01.07.14 1:47 PM ET
What Liz Cheney Should Say
My colleague Michelle Cottle does a great job today of capturing the Sturgesesque bathos of the Liz Cheney “campaign.” But I have a serious suggestion for La Liz, which is less Sturges than Sidney Lumet.
This campaign was a cynical farce from start to pathetic finish. And I think we’d all agree that nothing was more cynical than her denunciation of same-sex marriage. As her sister’s partner, Heather Poe, said at the time Liz made that statement, "to have her say she doesn't support our right to marry is offensive,” because Liz had always supported the couple.
I’ll be perhaps more generous than one needs to be and grant that Liz is telling the complete and honest truth about this family medical situation, even though something tells me that if she’d been 30 points ahead in the polls instead of 30 points behind, she might have found a way to deal with this situation while still campaigning. But if I’m wrong and it is indeed something much more serious than that, then of course, as a parent myself, I can only wish her and child the best.
But one thing it seems pretty obvious she was not telling the truth about was her position on gay marriage. So why doesn’t she just come clean now?
She could go on her preferred Fox show and say something like: “I would like to clear up one thing I said while campaigning. The fact is I support same-sex marriage. For goodness sakes, I have a sister whom I dearly love who is in a committed and wonderful relationship, and I love Mary and I just adore Heather, and seeing their relationship up close has made it clear to me that there’s no good reason why Mary and Heather shouldn’t have all the legal rights my husband and I have.
“I relied on my lesser angels, I tried to say an expedient thing. I regret it deeply. I regret the hurt I caused Mary and Heather, and I regret misleading the people of Wyoming. As my father’s example has well taught me, you have to stick to your principles in politics. I erred. We live, and we learn. And I have learned. And whatever I do in the future, I will support same-sex marriage, and I believe our party should. It’s the right thing.”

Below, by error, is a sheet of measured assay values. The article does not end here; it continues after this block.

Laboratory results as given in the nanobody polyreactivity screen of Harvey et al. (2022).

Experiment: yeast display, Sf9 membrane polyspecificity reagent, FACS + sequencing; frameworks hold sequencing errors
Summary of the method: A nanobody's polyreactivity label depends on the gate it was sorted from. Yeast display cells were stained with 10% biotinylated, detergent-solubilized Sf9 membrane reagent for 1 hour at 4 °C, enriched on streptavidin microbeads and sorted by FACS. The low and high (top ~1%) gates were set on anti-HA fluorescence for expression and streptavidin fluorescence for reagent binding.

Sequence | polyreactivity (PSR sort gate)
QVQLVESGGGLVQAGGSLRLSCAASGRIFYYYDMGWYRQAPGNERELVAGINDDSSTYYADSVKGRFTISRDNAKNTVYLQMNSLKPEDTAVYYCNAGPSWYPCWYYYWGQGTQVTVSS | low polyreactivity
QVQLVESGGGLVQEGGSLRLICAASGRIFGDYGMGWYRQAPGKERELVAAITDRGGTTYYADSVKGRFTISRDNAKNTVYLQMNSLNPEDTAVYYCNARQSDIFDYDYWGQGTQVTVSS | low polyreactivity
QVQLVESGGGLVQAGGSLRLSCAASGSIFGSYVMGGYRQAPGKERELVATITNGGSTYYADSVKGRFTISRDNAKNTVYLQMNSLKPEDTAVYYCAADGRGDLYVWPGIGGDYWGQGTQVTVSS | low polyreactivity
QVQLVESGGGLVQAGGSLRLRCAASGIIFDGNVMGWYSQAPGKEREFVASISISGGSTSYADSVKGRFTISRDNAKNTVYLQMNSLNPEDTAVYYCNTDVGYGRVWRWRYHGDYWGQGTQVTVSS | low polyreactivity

Just imagine the across-the-spectrum bravos she’d get for saying something like that. Of course she won’t—assuming she does want to run again in Wyoming, which, incredibly, most of the stories today are saying remains a live possibility for her, she’ll be afraid of the rabid whatever-percent of the winger vote that will cut her off if she endorses that position.
But in fact she is, today, this week, in a position of unique power. She can be a leader. I feel certain that others would follow her. She’s Dick Cheney’s kid, fer chrissakes. If that’s not cover in the GOP I don’t know what is.
She does something along the lines I suggest, she becomes a respected national figure in an instant. She doesn’t, and she’s just another coward who’s afraid of her party’s bigots. Liz Cheney can actually perform a great national service here, and there’s no good reason why she shouldn’t.